Dangers of Indigenous referendum

John Warhurst Eureka Street December 01, 2010

The debate about the Indigenous constitutional referendum proposed by the Gillard Government is heading in a familiar but dangerous direction. There are potentially alarming parallels with the unsuccessful 1999 republic referendum.

General disagreements have already surfaced about the proposed process and content. The most dangerous of these, with parallels to the republican debate, is the disagreement between so-called minimalists and maximalists (the same terms are even being used).

That is, between those who advocate recognition only in the Preamble to the Constitution and those who advocate legal recognition in the body of the Constitution itself.

The conflict is between symbolic change and constitutional change with potentially substantial legal consequences.

The Opposition supports change to the Preamble only. But some senior Indigenous activists, like Professor Marcia Langton, insist that there must be substantive change. Others scorn symbolic change as 'all talk no action', while some, like Patrick Dodson, warn against division.

In the absence of agreement among advocates of change, nothing happens. The status quo is the only winner. The logic is that division among constitutional reformers spells defeat.

Professor A. J. Brown of Griffith University has already issued such a warning on the basis of his Australian Constitutional Values Survey 2010.

Conducted by Newspoll, the survey polled attitudes to five potential constitutional reform referendum issues: whether to recognise local government in the Constitution; whether Australia should become a Republic; whether to recognise the history and culture of Indigenous Australians in the Constitution; what levels of government Australia should have; and which level of government is responsible for doing what.

Brown has warned that reformers must work hard to achieve success because support for change is so fragile and ignorance so widespread.

In the case of the Indigenous referendum 75 per cent of Australians consider it either very or somewhat important to hold a referendum over the next few years. On the face of it that is a very encouraging figure. But less than half (43 per cent) consider it very important and the figure in Western Australia and Tasmania is below 40 per cent (compared with a high of 49 per cent in Victoria).

So the passage of the referendum, especially gaining the necessary support in four states, may eventually depend on the support of many people with only a lukewarm interest.

Green voters are very supportive of the referendum's importance (62 per cent) but they are only a small minority. Labor voters are quite strongly supportive too (55 per cent think it very important). But Liberals are not (only 26 per cent consider it very important). The Nationals' opposition (only 24 per cent very important) goes some way to offsetting the Greens.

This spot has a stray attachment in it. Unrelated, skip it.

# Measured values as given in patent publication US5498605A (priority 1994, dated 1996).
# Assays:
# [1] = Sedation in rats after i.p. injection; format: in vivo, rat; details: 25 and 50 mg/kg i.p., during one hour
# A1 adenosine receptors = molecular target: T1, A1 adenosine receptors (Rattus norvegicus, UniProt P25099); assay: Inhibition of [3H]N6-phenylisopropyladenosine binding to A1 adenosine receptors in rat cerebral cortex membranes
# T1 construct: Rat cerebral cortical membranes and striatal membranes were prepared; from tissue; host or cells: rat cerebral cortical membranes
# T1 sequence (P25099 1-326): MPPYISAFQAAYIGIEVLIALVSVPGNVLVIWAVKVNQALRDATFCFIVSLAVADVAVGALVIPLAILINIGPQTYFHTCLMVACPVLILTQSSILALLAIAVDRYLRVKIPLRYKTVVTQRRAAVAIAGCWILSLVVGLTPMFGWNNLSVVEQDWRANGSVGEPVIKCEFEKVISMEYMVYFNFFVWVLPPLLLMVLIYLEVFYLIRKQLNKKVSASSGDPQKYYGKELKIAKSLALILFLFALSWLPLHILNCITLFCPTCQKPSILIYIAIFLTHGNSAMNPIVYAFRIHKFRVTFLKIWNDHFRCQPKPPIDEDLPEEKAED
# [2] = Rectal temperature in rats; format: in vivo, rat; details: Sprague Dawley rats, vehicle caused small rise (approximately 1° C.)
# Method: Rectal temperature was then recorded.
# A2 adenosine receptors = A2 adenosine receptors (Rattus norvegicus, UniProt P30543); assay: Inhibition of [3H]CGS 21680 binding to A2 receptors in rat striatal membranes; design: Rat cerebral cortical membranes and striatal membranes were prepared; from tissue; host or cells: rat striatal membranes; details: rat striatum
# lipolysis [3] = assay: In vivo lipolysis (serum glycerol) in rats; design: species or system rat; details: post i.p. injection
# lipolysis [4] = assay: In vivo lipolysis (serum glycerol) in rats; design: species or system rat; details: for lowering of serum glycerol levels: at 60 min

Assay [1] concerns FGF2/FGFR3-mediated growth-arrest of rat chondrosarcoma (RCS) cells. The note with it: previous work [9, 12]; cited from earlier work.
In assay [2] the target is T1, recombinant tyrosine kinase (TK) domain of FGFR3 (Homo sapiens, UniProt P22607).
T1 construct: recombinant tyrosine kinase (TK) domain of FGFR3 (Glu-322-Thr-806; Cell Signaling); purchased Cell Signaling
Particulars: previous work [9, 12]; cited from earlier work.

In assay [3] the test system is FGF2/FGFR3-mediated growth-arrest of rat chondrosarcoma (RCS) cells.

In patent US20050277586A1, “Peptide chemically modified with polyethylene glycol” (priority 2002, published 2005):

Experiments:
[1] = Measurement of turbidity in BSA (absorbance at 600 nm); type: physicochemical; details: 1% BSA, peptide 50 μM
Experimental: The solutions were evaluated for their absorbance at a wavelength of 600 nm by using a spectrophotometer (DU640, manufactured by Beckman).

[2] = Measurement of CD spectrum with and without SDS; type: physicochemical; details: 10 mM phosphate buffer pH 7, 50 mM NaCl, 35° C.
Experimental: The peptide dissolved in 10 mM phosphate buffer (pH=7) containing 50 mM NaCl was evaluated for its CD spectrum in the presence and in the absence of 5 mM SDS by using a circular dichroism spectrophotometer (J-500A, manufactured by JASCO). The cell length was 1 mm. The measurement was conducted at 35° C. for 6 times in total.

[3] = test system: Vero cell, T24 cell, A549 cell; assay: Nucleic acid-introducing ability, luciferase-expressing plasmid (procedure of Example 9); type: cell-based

Those voters with only a lukewarm level of support or interest need a very encouraging environment in order to be convinced to vote Yes at this referendum. They need to believe that they should jump on a bandwagon of widespread community support.

Realistically they need at least an Opposition Leader firmly behind an enthusiastic Prime Minister. To ensure success Tony Abbott will have to encourage his Liberal base to get behind a referendum initiated by a Labor Prime Minister.

The community has so far heard a lot of static and murmuring about dangers and caveats. That is fine initially. Any serious disagreements must be aired and the pros and cons debated.

There also needs to be an accompanying basic education campaign. And it must be a creative education campaign, almost certainly web based, that reaches deep into the community. It would best be an interactive campaign that appeals to young people. Young voters will reject a paternalistic top-down education campaign.

But from the end of next year onwards, when the Expert Panel reports, until the referendum in 2013, the stars will need to be in alignment for this referendum to be successful. There will be naysayers but they will not defeat it. What may defeat it is division among those who are supporters in principle but not supporters of the particular proposal that eventually goes forward.

John Warhurst is Emeritus Professor of Political Science at the Australian National University and a columnist with The Canberra Times.

Comments

Two more contributions on the possible changes

By Ray Jackson

Two more contributions on the possible changes to the constitution to allow for the proper recognition of the aboriginal and torres strait islander peoples and their unique place in the history of this country.

There are, of course, two main views, the minimalist view and the maximalist view. arising from these two views are many sub-views of what should/must be left out or what to put in.

Do we settle for only the preamble or do we want to be in the body of the constitution? do we seek sovereignty, treaties and social justice? what of our lands? in my opinion if any change does not encompass any of the major points listed above then forget any change as it is not worth having.